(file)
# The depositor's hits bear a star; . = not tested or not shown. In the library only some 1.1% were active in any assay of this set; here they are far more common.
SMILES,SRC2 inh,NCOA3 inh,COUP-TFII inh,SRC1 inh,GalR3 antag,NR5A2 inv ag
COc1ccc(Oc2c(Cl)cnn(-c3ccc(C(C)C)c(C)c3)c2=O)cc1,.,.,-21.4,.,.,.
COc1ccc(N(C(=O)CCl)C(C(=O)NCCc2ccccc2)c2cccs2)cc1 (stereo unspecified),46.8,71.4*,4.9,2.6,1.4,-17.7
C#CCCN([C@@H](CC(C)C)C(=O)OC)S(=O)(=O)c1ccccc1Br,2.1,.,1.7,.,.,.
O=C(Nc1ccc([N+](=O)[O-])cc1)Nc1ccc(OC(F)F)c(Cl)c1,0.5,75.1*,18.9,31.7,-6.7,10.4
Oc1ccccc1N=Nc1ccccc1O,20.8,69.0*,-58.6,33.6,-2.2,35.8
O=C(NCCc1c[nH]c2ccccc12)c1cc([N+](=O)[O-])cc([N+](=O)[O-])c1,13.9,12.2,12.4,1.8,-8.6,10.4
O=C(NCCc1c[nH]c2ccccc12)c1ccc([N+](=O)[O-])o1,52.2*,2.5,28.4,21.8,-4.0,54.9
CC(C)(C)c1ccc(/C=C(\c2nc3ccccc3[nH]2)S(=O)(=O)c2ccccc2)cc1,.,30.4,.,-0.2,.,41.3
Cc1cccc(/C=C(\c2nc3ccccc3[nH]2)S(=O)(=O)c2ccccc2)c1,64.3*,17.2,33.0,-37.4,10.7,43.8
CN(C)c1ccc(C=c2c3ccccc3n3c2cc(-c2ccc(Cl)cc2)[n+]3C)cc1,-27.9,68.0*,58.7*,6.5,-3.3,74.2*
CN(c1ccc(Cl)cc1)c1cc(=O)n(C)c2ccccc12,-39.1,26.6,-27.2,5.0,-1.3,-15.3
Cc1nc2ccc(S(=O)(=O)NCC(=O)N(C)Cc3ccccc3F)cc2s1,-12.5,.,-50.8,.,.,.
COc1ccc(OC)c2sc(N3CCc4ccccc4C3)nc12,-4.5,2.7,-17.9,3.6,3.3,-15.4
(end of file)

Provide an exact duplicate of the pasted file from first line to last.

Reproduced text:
# The depositor's hits bear a star; . = not tested or not shown. In the library only some 1.1% were active in any assay of this set; here they are far more common.
SMILES,SRC2 inh,NCOA3 inh,COUP-TFII inh,SRC1 inh,GalR3 antag,NR5A2 inv ag
COc1ccc(Oc2c(Cl)cnn(-c3ccc(C(C)C)c(C)c3)c2=O)cc1,.,.,-21.4,.,.,.
COc1ccc(N(C(=O)CCl)C(C(=O)NCCc2ccccc2)c2cccs2)cc1 (stereo unspecified),46.8,71.4*,4.9,2.6,1.4,-17.7
C#CCCN([C@@H](CC(C)C)C(=O)OC)S(=O)(=O)c1ccccc1Br,2.1,.,1.7,.,.,.
O=C(Nc1ccc([N+](=O)[O-])cc1)Nc1ccc(OC(F)F)c(Cl)c1,0.5,75.1*,18.9,31.7,-6.7,10.4
Oc1ccccc1N=Nc1ccccc1O,20.8,69.0*,-58.6,33.6,-2.2,35.8
O=C(NCCc1c[nH]c2ccccc12)c1cc([N+](=O)[O-])cc([N+](=O)[O-])c1,13.9,12.2,12.4,1.8,-8.6,10.4
O=C(NCCc1c[nH]c2ccccc12)c1ccc([N+](=O)[O-])o1,52.2*,2.5,28.4,21.8,-4.0,54.9
CC(C)(C)c1ccc(/C=C(\c2nc3ccccc3[nH]2)S(=O)(=O)c2ccccc2)cc1,.,30.4,.,-0.2,.,41.3
Cc1cccc(/C=C(\c2nc3ccccc3[nH]2)S(=O)(=O)c2ccccc2)c1,64.3*,17.2,33.0,-37.4,10.7,43.8
CN(C)c1ccc(C=c2c3ccccc3n3c2cc(-c2ccc(Cl)cc2)[n+]3C)cc1,-27.9,68.0*,58.7*,6.5,-3.3,74.2*
CN(c1ccc(Cl)cc1)c1cc(=O)n(C)c2ccccc12,-39.1,26.6,-27.2,5.0,-1.3,-15.3
Cc1nc2ccc(S(=O)(=O)NCC(=O)N(C)Cc3ccccc3F)cc2s1,-12.5,.,-50.8,.,.,.
COc1ccc(OC)c2sc(N3CCc4ccccc4C3)nc12,-4.5,2.7,-17.9,3.6,3.3,-15.4